Artificial photosynthesis and ‘solar fuels’ could be possible

Caltech
scientists, inspired by a chemical process found in leaves, have developed an
electrically conductive film that could help pave the way for devices capable
of harnessing sunlight to split water into hydrogen fuel. When applied to
semiconducting materials such as silicon, the nickel oxide film prevents rust
buildup and facilitates an important chemical process in the solar-driven
production of fuels such as methane or hydrogen.
George
L. Argyros Professor and Professor of Chemistry Nate Lewis and postdoc Ke Sun,
who together have helped develop a protective film that is rust-resistant,
highly transparent, and highly catalytic. This new thin-film could help pave
the way for devices capable of harnessing the sunlight to generate fuels.
Credit: Lance Hayashida/Caltech Marcomm

“We
have developed a new type of protective coating that enables a key process in
the solar-driven production of fuels to be performed with record efficiency,
stability, and effectiveness, and in a system that is intrinsically safe and
does not produce explosive mixtures of hydrogen and oxygen,” says Nate
Lewis, the George L. Argyros Professor and professor of chemistry at Caltech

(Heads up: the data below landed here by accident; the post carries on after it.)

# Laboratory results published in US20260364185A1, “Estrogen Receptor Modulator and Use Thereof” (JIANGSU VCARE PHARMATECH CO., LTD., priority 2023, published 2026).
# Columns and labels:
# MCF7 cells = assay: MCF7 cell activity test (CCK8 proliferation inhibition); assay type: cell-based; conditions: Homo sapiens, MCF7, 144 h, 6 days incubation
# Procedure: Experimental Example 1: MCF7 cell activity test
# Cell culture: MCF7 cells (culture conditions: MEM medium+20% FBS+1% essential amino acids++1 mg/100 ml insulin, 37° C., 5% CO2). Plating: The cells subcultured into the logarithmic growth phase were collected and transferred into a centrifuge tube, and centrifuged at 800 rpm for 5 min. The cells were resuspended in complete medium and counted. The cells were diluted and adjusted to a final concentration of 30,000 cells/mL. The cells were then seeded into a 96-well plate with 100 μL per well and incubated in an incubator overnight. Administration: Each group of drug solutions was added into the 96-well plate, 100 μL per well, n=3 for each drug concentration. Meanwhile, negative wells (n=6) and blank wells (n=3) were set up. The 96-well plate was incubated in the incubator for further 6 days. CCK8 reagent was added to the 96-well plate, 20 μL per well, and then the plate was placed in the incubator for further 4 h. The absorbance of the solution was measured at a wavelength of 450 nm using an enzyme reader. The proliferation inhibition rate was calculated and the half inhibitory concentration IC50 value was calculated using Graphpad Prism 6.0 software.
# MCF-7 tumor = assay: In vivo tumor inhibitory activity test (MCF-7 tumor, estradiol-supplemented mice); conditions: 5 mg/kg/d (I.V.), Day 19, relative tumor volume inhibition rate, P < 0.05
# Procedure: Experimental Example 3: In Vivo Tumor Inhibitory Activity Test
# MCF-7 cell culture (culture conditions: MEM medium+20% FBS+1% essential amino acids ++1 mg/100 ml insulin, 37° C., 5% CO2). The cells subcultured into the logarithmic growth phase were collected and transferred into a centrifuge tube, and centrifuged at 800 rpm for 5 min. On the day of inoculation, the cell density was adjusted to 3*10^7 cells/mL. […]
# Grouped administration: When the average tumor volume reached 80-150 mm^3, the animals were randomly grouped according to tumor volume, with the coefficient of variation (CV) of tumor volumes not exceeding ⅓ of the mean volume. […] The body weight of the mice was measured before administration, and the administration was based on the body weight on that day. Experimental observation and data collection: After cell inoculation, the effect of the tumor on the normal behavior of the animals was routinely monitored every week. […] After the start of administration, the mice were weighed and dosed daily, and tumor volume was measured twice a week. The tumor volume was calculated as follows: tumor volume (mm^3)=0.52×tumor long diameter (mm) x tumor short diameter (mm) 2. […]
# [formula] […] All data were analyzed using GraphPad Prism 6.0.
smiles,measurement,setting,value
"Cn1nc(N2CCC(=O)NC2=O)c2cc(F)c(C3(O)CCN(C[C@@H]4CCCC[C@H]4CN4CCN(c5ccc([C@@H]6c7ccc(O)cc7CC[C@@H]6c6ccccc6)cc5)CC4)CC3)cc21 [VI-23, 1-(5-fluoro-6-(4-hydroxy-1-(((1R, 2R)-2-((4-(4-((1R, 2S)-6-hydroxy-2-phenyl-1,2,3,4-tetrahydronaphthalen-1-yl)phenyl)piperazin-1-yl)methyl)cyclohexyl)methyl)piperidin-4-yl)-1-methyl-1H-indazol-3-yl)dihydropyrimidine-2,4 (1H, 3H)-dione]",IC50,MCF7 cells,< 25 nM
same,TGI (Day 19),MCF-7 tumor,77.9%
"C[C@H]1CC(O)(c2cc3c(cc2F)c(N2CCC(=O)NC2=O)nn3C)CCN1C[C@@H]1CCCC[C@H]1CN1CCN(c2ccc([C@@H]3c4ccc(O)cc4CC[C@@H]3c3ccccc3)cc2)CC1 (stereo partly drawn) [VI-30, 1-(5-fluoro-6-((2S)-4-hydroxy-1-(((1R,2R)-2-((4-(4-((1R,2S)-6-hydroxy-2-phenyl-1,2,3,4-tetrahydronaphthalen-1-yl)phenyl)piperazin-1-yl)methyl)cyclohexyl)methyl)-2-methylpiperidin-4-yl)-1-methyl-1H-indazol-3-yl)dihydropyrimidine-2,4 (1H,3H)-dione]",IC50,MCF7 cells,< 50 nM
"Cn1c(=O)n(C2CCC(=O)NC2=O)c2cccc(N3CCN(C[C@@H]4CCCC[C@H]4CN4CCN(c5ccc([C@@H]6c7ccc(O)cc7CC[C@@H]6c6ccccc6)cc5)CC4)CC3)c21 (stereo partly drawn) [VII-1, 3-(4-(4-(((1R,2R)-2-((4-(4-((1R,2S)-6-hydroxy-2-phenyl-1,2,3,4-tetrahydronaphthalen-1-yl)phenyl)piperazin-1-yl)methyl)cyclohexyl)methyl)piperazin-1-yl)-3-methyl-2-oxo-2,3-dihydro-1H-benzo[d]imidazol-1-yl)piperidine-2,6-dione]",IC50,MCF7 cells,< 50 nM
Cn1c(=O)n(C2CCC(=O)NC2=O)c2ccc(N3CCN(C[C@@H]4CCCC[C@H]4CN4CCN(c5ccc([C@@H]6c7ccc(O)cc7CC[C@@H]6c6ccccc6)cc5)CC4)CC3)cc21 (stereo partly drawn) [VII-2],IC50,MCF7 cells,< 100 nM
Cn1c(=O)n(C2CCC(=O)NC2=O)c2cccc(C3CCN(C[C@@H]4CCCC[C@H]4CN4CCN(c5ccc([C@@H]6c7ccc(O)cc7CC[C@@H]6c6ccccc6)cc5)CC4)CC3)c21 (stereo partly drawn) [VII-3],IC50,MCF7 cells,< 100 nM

and a coauthor of a new study, published the week of March 9 in the online
issue of the Proceedings of the National Academy of Sciences (PNAS), that
describes the film.

The
development could help lead to safe, efficient artificial photosynthetic
systems—also called solar-fuel generators or “artificial leaves”—that
replicate the natural process of photosynthesis that plants use to convert
sunlight, water, and carbon dioxide into oxygen and fuel in the form of
carbohydrates, or sugars. The artificial leaf that Lewis’ team is developing in
part at Caltech’s Joint Center for Artificial Photosynthesis (JCAP) consists of
three main components: two electrodes—a photoanode and a photocathode—and a
membrane. The photoanode uses sunlight to oxidize water molecules to generate
oxygen gas, protons, and electrons, while the photocathode recombines the
protons and electrons to form hydrogen gas. The membrane, which is typically
made of plastic, keeps the two gases separate in order to eliminate any
possibility of an explosion, and lets the gas be collected under pressure to
safely push it into a pipeline.

Scientists
have tried building the electrodes out of common semiconductors such as silicon
or gallium arsenide—which absorb light and are also used in solar panels—but a
major problem is that these materials develop an oxide layer (that is, rust)
when exposed to water. “Our team is also working on a photocathode,”
Lewis says. “What we have to do is combine both of these elements together
and show that the entire system works. That will not be easy, but we now have
one of the missing key pieces that has eluded the field for the past
half-century.” (Source: Phys.org)

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